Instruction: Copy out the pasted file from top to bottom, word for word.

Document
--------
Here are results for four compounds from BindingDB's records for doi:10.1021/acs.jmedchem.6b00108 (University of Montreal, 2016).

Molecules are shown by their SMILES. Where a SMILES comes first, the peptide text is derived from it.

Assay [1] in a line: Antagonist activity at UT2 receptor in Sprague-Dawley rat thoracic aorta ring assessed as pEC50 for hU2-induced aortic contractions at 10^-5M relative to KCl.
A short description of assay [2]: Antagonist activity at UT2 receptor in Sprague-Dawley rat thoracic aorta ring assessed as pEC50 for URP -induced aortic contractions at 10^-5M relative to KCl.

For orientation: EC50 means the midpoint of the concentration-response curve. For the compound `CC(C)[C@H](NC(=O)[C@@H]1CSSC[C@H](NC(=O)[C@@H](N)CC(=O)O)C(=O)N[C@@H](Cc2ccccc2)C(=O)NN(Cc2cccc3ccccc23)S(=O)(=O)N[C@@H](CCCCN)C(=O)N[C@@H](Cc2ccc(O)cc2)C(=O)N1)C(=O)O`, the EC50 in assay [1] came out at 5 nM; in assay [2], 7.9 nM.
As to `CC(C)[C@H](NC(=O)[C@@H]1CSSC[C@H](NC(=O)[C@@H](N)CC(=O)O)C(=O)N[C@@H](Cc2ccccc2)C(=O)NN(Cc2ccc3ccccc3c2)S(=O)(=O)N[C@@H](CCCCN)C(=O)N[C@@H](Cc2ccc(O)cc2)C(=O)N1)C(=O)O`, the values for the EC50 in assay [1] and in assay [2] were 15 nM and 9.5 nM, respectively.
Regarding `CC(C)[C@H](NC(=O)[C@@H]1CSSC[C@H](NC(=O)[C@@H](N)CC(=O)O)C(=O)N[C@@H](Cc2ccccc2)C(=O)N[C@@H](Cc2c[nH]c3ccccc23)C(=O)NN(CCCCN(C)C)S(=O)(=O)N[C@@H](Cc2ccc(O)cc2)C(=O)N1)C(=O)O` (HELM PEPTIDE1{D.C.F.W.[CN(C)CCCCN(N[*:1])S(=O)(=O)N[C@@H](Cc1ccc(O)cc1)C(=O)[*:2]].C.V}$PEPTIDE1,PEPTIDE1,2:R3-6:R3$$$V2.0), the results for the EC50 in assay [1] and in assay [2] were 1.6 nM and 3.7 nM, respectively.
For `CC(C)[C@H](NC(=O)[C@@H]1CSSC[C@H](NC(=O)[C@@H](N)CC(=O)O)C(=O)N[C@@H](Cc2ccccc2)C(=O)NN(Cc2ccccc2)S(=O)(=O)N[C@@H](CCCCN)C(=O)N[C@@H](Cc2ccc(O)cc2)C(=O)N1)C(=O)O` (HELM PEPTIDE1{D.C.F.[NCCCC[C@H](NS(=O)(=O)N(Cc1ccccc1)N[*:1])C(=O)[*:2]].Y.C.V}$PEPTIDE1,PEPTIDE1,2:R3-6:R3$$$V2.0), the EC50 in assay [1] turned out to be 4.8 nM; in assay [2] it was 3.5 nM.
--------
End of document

Here are results for four compounds from BindingDB's records for doi:10.1021/acs.jmedchem.6b00108 (University of Montreal, 2016).

Molecules are shown by their SMILES. Where a SMILES comes first, the peptide text is derived from it.

Assay [1] in a line: Antagonist activity at UT2 receptor in Sprague-Dawley rat thoracic aorta ring assessed as pEC50 for hU2-induced aortic contractions at 10^-5M relative to KCl.
A short description of assay [2]: Antagonist activity at UT2 receptor in Sprague-Dawley rat thoracic aorta ring assessed as pEC50 for URP -induced aortic contractions at 10^-5M relative to KCl.

For orientation: EC50 means the midpoint of the concentration-response curve. For the compound `CC(C)[C@H](NC(=O)[C@@H]1CSSC[C@H](NC(=O)[C@@H](N)CC(=O)O)C(=O)N[C@@H](Cc2ccccc2)C(=O)NN(Cc2cccc3ccccc23)S(=O)(=O)N[C@@H](CCCCN)C(=O)N[C@@H](Cc2ccc(O)cc2)C(=O)N1)C(=O)O`, the EC50 in assay [1] came out at 5 nM; in assay [2], 7.9 nM.
As to `CC(C)[C@H](NC(=O)[C@@H]1CSSC[C@H](NC(=O)[C@@H](N)CC(=O)O)C(=O)N[C@@H](Cc2ccccc2)C(=O)NN(Cc2ccc3ccccc3c2)S(=O)(=O)N[C@@H](CCCCN)C(=O)N[C@@H](Cc2ccc(O)cc2)C(=O)N1)C(=O)O`, the values for the EC50 in assay [1] and in assay [2] were 15 nM and 9.5 nM, respectively.
Regarding `CC(C)[C@H](NC(=O)[C@@H]1CSSC[C@H](NC(=O)[C@@H](N)CC(=O)O)C(=O)N[C@@H](Cc2ccccc2)C(=O)N[C@@H](Cc2c[nH]c3ccccc23)C(=O)NN(CCCCN(C)C)S(=O)(=O)N[C@@H](Cc2ccc(O)cc2)C(=O)N1)C(=O)O` (HELM PEPTIDE1{D.C.F.W.[CN(C)CCCCN(N[*:1])S(=O)(=O)N[C@@H](Cc1ccc(O)cc1)C(=O)[*:2]].C.V}$PEPTIDE1,PEPTIDE1,2:R3-6:R3$$$V2.0), the results for the EC50 in assay [1] and in assay [2] were 1.6 nM and 3.7 nM, respectively.
For `CC(C)[C@H](NC(=O)[C@@H]1CSSC[C@H](NC(=O)[C@@H](N)CC(=O)O)C(=O)N[C@@H](Cc2ccccc2)C(=O)NN(Cc2ccccc2)S(=O)(=O)N[C@@H](CCCCN)C(=O)N[C@@H](Cc2ccc(O)cc2)C(=O)N1)C(=O)O` (HELM PEPTIDE1{D.C.F.[NCCCC[C@H](NS(=O)(=O)N(Cc1ccccc1)N[*:1])C(=O)[*:2]].Y.C.V}$PEPTIDE1,PEPTIDE1,2:R3-6:R3$$$V2.0), the EC50 in assay [1] turned out to be 4.8 nM; in assay [2] it was 3.5 nM.